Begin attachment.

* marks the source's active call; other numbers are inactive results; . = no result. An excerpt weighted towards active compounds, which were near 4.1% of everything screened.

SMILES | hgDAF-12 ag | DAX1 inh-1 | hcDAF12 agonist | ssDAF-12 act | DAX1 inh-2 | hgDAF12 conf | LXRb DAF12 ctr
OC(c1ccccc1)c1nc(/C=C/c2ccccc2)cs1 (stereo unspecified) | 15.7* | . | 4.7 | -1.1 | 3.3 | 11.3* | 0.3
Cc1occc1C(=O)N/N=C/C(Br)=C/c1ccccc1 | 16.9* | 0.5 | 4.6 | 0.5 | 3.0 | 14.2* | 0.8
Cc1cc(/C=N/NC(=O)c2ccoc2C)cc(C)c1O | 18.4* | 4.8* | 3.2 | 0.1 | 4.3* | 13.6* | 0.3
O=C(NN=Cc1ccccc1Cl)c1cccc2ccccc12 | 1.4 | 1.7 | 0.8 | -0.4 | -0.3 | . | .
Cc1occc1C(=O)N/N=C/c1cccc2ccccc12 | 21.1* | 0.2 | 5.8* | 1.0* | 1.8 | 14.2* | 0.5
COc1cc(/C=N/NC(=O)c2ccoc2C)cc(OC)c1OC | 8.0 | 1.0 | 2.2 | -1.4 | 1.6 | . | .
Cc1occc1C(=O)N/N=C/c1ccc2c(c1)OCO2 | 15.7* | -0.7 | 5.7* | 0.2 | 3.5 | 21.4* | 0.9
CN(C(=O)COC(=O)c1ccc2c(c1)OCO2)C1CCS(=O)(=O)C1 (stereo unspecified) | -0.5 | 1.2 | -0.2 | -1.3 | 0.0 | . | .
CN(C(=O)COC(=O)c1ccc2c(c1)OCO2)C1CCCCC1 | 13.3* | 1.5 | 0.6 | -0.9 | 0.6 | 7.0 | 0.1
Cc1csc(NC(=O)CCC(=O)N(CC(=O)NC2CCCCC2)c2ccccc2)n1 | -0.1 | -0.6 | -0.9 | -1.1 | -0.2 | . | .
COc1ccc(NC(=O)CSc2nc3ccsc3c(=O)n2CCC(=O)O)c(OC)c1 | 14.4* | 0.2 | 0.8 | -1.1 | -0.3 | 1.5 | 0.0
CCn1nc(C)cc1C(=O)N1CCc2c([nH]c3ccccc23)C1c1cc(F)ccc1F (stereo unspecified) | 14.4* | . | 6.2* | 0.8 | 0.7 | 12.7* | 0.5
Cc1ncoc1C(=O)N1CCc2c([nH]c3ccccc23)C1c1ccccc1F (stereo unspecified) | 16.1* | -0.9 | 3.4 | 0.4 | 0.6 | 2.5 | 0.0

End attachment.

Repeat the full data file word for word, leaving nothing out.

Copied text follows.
* marks the source's active call; other numbers are inactive results; . = no result. An excerpt weighted towards active compounds, which were near 4.1% of everything screened.

SMILES | hgDAF-12 ag | DAX1 inh-1 | hcDAF12 agonist | ssDAF-12 act | DAX1 inh-2 | hgDAF12 conf | LXRb DAF12 ctr
OC(c1ccccc1)c1nc(/C=C/c2ccccc2)cs1 (stereo unspecified) | 15.7* | . | 4.7 | -1.1 | 3.3 | 11.3* | 0.3
Cc1occc1C(=O)N/N=C/C(Br)=C/c1ccccc1 | 16.9* | 0.5 | 4.6 | 0.5 | 3.0 | 14.2* | 0.8
Cc1cc(/C=N/NC(=O)c2ccoc2C)cc(C)c1O | 18.4* | 4.8* | 3.2 | 0.1 | 4.3* | 13.6* | 0.3
O=C(NN=Cc1ccccc1Cl)c1cccc2ccccc12 | 1.4 | 1.7 | 0.8 | -0.4 | -0.3 | . | .
Cc1occc1C(=O)N/N=C/c1cccc2ccccc12 | 21.1* | 0.2 | 5.8* | 1.0* | 1.8 | 14.2* | 0.5
COc1cc(/C=N/NC(=O)c2ccoc2C)cc(OC)c1OC | 8.0 | 1.0 | 2.2 | -1.4 | 1.6 | . | .
Cc1occc1C(=O)N/N=C/c1ccc2c(c1)OCO2 | 15.7* | -0.7 | 5.7* | 0.2 | 3.5 | 21.4* | 0.9
CN(C(=O)COC(=O)c1ccc2c(c1)OCO2)C1CCS(=O)(=O)C1 (stereo unspecified) | -0.5 | 1.2 | -0.2 | -1.3 | 0.0 | . | .
CN(C(=O)COC(=O)c1ccc2c(c1)OCO2)C1CCCCC1 | 13.3* | 1.5 | 0.6 | -0.9 | 0.6 | 7.0 | 0.1
Cc1csc(NC(=O)CCC(=O)N(CC(=O)NC2CCCCC2)c2ccccc2)n1 | -0.1 | -0.6 | -0.9 | -1.1 | -0.2 | . | .
COc1ccc(NC(=O)CSc2nc3ccsc3c(=O)n2CCC(=O)O)c(OC)c1 | 14.4* | 0.2 | 0.8 | -1.1 | -0.3 | 1.5 | 0.0
CCn1nc(C)cc1C(=O)N1CCc2c([nH]c3ccccc23)C1c1cc(F)ccc1F (stereo unspecified) | 14.4* | . | 6.2* | 0.8 | 0.7 | 12.7* | 0.5
Cc1ncoc1C(=O)N1CCc2c([nH]c3ccccc23)C1c1ccccc1F (stereo unspecified) | 16.1* | -0.9 | 3.4 | 0.4 | 0.6 | 2.5 | 0.0